When it comes to Bay St Louis, WLOX seems to get played more than the rest folks. A compare and contrast is in order, first the WLOX story which relies on one source and that source happens to be the person responsible for the Bay St Louis – Department of Justice disaster:
Mayor Les Fillingame tells us the audit could be complete by the end of the year. Fillingame said DOJ officials indicated they want the city to remain in the drug forfeiture program, despite any potential problems.
Those problems could include not spending the drug forfeiture money the correct way or not documenting the expenditures properly.
If that is found to be the case, the city could be asked to pay back up to $300,000. That money would come from the city’s general fund. Fillingame said he hopes that is not the case.
“It was pretty simple,” Mike Favre said of the meeting. “We’ve got to put the money back. They’re going back and they’ll discuss whether we get to keep the money once we put it back or if they’re going to take it.”
He said there’s a chance the DOJ could take the $320,000 as “some sort of punishment.”
“We’re still being looked at by other agencies,” he said. “I think one of them is the DOJ’s inspector general, and from what I understand, it won’t be good if they come in. You don’t want them there.”
At last Tuesday’s City Council meeting, the issue of the City leasing air space over the state owned green space came to a head and such was the major reason that Slabbed was interested in that meeting. To set things up, at the council meeting of November 8, 2016, Mayor Fillingame told the Council there was no written lease for the use of air space over the state owned Green Space at the Harbor used by Triple Tails and when that was relayed to Slabbed, we immediately spotted major potential problems. At this point we need to give a major hat tip to Lana Noonan and the Hancock County Alliance for Good Government who did some major legwork for Slabbed New Media in advance of last Tuesday’s meeting.
First up is the construction of the Bay Harbor courtesy of the U.S. taxpayers, the taking of private land for the Harbor and construction of the new Seawall under the auspices of the US Army Corp of Engineers. After the construction of the Seawall was completed property lines were redrawn and a strip of Green Space between the private property and the seawall was created. It is the City’s inability to manage this small strip of land that is the topic of this post as we explore how one private business, Triple Tails, was able to build and cantilever part of their building over the property line into the air space above the state owned green space. Mayor Fillingame and his administration’s inability to manage this green space in accordance with the lease has now caused major problems that are not easily fixed.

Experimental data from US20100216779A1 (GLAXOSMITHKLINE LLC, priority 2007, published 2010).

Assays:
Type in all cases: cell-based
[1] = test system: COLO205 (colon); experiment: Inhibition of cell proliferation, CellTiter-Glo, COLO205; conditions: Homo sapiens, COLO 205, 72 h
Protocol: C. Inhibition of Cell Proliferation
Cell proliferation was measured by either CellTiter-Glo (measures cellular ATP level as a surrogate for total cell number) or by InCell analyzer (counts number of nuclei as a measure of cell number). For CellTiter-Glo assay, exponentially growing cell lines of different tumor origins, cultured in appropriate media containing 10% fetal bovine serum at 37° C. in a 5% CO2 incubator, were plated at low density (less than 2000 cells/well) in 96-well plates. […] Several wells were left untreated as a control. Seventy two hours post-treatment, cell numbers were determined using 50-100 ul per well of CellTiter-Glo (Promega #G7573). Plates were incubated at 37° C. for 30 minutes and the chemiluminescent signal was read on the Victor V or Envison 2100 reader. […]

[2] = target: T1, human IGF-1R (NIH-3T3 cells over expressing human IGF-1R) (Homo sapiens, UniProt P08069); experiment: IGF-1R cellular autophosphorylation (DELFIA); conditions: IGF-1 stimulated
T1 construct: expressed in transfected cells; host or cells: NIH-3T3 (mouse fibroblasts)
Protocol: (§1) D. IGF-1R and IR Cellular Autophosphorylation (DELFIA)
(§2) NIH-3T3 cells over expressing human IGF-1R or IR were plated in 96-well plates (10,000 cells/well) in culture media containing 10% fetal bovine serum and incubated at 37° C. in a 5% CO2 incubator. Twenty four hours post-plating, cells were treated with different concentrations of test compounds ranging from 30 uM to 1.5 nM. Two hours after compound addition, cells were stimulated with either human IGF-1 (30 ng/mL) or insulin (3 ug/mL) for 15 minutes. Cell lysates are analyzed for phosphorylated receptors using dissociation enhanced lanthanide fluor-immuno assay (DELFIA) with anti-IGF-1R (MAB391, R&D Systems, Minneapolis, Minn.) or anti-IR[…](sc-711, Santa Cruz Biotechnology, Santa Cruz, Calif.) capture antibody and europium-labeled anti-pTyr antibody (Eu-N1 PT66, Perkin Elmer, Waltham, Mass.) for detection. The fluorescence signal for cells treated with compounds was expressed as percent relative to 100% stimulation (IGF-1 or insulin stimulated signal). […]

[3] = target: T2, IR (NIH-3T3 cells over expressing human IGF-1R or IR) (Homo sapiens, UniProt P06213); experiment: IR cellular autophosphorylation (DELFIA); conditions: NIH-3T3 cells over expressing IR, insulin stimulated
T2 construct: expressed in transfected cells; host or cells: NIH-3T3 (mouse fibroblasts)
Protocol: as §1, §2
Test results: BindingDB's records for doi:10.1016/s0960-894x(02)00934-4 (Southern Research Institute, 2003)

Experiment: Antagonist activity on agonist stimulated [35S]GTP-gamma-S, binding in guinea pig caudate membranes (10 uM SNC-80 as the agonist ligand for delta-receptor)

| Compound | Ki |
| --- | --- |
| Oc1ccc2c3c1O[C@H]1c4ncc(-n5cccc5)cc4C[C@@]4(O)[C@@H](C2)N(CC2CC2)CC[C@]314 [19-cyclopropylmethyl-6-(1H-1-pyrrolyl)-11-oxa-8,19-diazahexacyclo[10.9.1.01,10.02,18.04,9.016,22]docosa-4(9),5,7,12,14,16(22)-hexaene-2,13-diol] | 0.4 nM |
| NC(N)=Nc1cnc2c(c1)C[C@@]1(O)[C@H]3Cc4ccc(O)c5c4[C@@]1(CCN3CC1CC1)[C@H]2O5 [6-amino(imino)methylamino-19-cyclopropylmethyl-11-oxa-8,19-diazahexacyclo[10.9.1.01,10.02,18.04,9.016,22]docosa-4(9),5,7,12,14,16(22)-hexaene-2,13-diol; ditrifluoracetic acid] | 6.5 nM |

First off I did not take a poll but WLOX (Hugh Keeton if I’m not mistaken), The Sun Herald and the Sea Coast Echo were all in attendance or watching one of the various the live streams. It was a marathon meeting and I’ll start with the later portion of the meeting before I left around 8pm, two and a half hours in and the August bill from the former City Attorney:
Anyone that has witnessed the early performances of the new City Attorney understands exactly why the City Council made the change. As an added bonus, the Citizens are finally getting value for their money in legal.
Several residents spoke out against Anita Warner’s application for a variance to the zoning ordinance in order to construct a six-foot aluminum fence on her front yard property line fronting on Third Street and Caron Lane and extend it to the side yards. The Planning and Zoning Commission denied the recommendation that the fence be aluminum and have a 10-foot set back. Many residents said they didn’t want the fence or greenery there because it would obstruct people’s vision. Warner attended the meeting and presented the city with photographs indicating similar fencing surrounding her residence. Ellis Anderson, a representative from the Historic Preservation Commission, told the board, after Warner and others had left the meeting. Two weeks ago, they voted down her request. Her choice was to appeal to the city, which Warner did, and the council sent her request to planning and zoning. The council granted the variance with the stipulation that the six-foot fence be constructed out of aluminum made to look like wrought iron, no obstructions in the right of way and a 20-foot set back on the corner and regular setbacks on the front and side, which is 20 feet.
I was somewhat surprised last Thursday that what was billed on the City Council workshop agenda as an update on the progress of the very late 2015 FY audit turned into a full blown audit report presentation before five City Council members with Councilpersons Boudin and McDonald not attending. To get a flavor of why members of the City Council began questioning the thoroughness of the latest City auditor, we need to refer to Geoff Belcher’s story on the report presentation for the Seacoast Echo which ran this past Saturday, Bay council questions new audit report. Belcher did a good job recapping the meeting and only left one thing out that was of interest to me but for now we need to circle that for later exploration:
“You’re – in essence – healthy,” Bobby Culumber, of Gulfport-based CPA firm Culumber, Harvey & Associates, told council members at a workshop meeting on Thursday. “You aren’t over-leveraged, you’re under-leveraged.
“The city has expanded in size from 2005 and you’re working with 10 percent less staff (than you had then) for a much larger-sized city, so you’re doing okay.”